No rectangular solids on the new test? Now what?!
In my very first session yesterday about using fruit to teach math for the new GED Test, educators got their hands on the 2014 Mathematics Formula Sheet. In discussing the sheet I said “cake” was a food example of a rectangular prism, but it is a rectangular solid! The formula for surface area and volume of a rectangular solid are not on the 2014 Mathematics Formula Sheet!!
This was a later point of discussion because most of the formulas for two dimensional objects that are not on the new formula sheet, but are on the current sheet: area and volume of a square, triangle, circle, etc. These are pre-requisites for understanding and using three dimensional figures and formulas. There was some debate over whether or not students will now have to memorize the formulas for two dimensional objects in preparation for the new test.
I don’t think I explained myself well, but my understanding is that the new test will no longer have some of the types of two-dimensional questions with which we have become very familiar. GED Test Takers will likely be given different information for test items than what we have been used to giving them in order to solve equations. One participant said to me, “This had been a classic GED Test question forever: ‘How much carpet do you need for a room with these dimensions?’ I can’t imagine that won’t be on the new test.”
I understand and sympathize with the emotion behind this question. At the same time, just because it has been on the test forever is no reason it will be on the 2014 test. Having looked closely at the new assessment targets, and the comparison with the 2002 series, we will:
1) have to teach or emphasize new and more challenging information like 3D objects, AND
2) cut out of our curriculum some strategies and content which we have been teaching “forever.”
In math we will no longer see items about estimation, measurement, converting fractions to decimals and back, and more in a short but important comparison chart of changes that educators can explore in full in the Assessment Guide for Educators from GED Testing Service. This poses an important question: Just because a skill will no longer be assessed on the 2014 GED Test, do we stop teaching it?
Personally, I plan to make some adjustments, but there are also some things (like measuring with a ruler) which I think 1) help my students have a deeper and more concrete understanding of the content, and 2) they need to use for other workforce or lifestyle goals. Over the years, I have had a fair number of students who are preparing for carpentry or other union training programs and brought in the practice extrance exams to study. The tests are full of manipulations of two-dimensional objects and spatial reasoning. So I will still teach this content for them, but it might be optional or not empahsized in the same way.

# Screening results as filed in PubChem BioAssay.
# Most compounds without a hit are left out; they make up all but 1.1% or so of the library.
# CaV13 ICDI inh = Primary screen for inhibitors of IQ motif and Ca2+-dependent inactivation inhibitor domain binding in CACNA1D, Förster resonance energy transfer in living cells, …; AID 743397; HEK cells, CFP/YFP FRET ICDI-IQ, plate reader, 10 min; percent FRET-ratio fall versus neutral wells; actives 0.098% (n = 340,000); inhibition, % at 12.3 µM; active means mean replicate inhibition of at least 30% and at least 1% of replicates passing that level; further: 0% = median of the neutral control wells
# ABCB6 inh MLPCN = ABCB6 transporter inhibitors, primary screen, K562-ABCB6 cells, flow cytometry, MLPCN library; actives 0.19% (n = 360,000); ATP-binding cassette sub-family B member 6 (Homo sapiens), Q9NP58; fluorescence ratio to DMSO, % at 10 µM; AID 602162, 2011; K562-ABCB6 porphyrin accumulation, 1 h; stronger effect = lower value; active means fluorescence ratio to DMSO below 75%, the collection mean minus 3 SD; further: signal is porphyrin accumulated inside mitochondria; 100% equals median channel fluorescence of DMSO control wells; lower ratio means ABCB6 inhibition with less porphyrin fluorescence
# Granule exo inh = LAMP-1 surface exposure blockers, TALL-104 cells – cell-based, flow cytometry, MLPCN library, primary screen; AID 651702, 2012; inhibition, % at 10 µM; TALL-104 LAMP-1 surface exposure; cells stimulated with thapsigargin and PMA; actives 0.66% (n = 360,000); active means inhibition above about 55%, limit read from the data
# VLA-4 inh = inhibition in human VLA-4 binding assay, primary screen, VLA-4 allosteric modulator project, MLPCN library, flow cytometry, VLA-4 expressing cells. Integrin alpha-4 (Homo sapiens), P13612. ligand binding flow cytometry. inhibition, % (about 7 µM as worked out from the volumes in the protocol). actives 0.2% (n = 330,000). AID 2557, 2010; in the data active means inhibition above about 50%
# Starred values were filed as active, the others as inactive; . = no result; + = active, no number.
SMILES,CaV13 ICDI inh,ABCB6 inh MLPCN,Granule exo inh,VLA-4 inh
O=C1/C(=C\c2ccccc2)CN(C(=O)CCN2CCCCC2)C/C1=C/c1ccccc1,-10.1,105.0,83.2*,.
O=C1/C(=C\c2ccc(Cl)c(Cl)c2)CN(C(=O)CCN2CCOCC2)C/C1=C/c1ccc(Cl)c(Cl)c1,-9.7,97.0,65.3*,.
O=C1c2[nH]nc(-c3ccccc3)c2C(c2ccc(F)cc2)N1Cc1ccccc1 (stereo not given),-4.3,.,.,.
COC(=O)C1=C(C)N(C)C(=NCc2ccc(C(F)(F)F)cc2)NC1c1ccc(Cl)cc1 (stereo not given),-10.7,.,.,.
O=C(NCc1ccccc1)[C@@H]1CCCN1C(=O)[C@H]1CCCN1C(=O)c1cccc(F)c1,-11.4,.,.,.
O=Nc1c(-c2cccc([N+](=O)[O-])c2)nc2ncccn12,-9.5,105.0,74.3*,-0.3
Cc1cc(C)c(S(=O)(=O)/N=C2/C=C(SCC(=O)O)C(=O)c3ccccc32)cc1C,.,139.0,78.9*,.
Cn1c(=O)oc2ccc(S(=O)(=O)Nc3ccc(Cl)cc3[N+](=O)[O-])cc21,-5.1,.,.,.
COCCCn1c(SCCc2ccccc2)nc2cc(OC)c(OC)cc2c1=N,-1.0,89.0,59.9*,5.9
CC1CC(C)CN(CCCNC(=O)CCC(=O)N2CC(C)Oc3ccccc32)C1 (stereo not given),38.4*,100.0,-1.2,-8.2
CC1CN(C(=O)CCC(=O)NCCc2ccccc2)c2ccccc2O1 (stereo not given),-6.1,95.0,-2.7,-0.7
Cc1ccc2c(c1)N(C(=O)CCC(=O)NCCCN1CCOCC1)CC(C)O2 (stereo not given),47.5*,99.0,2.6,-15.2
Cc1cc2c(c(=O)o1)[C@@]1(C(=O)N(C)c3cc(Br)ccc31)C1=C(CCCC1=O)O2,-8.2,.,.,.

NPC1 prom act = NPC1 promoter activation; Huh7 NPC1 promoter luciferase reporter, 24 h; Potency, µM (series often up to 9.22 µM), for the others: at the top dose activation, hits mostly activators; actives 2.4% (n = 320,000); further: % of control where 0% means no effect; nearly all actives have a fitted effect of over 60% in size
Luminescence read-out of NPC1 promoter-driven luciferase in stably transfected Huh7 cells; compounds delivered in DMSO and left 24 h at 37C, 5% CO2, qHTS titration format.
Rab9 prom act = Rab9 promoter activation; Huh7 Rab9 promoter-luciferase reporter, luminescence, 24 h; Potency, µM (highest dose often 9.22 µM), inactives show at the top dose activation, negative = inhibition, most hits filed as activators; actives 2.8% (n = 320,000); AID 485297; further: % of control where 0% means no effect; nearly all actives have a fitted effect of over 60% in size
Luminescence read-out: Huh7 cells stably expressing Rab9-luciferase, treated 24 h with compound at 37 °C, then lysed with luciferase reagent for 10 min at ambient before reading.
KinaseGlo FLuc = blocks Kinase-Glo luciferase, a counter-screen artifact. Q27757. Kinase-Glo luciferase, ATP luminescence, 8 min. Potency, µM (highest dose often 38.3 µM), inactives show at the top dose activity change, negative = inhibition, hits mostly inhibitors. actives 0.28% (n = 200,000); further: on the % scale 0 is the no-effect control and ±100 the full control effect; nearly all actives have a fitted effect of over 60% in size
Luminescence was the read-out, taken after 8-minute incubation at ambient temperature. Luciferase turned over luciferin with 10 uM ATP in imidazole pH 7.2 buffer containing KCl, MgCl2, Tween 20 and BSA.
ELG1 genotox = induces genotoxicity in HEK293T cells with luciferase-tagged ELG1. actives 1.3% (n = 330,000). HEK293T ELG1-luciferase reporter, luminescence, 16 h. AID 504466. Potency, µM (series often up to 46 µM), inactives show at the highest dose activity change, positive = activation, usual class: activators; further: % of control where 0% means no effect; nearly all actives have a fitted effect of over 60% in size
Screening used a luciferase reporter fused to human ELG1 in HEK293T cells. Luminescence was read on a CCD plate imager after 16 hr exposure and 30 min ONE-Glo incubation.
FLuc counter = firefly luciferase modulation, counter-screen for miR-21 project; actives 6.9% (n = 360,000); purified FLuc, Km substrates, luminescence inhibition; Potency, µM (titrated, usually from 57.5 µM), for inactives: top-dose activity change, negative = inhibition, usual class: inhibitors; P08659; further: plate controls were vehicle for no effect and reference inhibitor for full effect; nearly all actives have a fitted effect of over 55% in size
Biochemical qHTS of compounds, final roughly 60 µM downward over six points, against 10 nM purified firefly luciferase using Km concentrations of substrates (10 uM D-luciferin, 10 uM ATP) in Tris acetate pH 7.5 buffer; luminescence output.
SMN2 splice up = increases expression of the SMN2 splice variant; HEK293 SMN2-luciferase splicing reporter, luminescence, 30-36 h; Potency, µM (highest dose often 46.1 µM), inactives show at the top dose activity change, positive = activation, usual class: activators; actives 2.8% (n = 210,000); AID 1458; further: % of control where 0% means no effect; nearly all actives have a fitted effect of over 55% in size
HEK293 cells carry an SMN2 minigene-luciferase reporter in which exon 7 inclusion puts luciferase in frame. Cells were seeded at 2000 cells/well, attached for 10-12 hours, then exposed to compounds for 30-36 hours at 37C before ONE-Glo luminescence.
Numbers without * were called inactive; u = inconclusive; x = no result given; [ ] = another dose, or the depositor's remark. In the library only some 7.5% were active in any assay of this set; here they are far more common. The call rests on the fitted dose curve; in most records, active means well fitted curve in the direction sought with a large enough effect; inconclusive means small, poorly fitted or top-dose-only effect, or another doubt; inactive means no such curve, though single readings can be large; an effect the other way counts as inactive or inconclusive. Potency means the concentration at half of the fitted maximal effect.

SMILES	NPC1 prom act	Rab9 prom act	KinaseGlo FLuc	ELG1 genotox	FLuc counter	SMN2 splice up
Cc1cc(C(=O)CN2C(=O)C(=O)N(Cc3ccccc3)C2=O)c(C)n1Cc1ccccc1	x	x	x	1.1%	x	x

A new approach and significant adjustments will also be critical in teaching writing. My first night in Appleton, Wisconsin, an excellent instructor who has had great success with an alternative diploma program for Native American students was explaining how she teaches a 5 paragraph essay: the inverted triangle to represent the introduction from general to specific, the three boxes for the supporting details, and the triangle for the conclusion that moves from specific back to general. This is how I learned to write essays and how I have taught my students for the past nine years!
But no longer. I have decided this may not be the best strategy to teach the new extended response writing. While organization is a small part, the main thrust of this new type of writing is supporting one’s argument with evidence from the texts provided. Forcing my students to explain their reasoning is now the central part of my writing lessons.
The 2014 series is a genuine rehaul of the test, and there are many things we have been teaching “forever” that just won’t be there on the new test. How do you plan to adjust to these new changes? Will you still teach some items, or cut them, or add content to your curriculum in response to the 2014 GED Test? I look forward to hearing your ideas!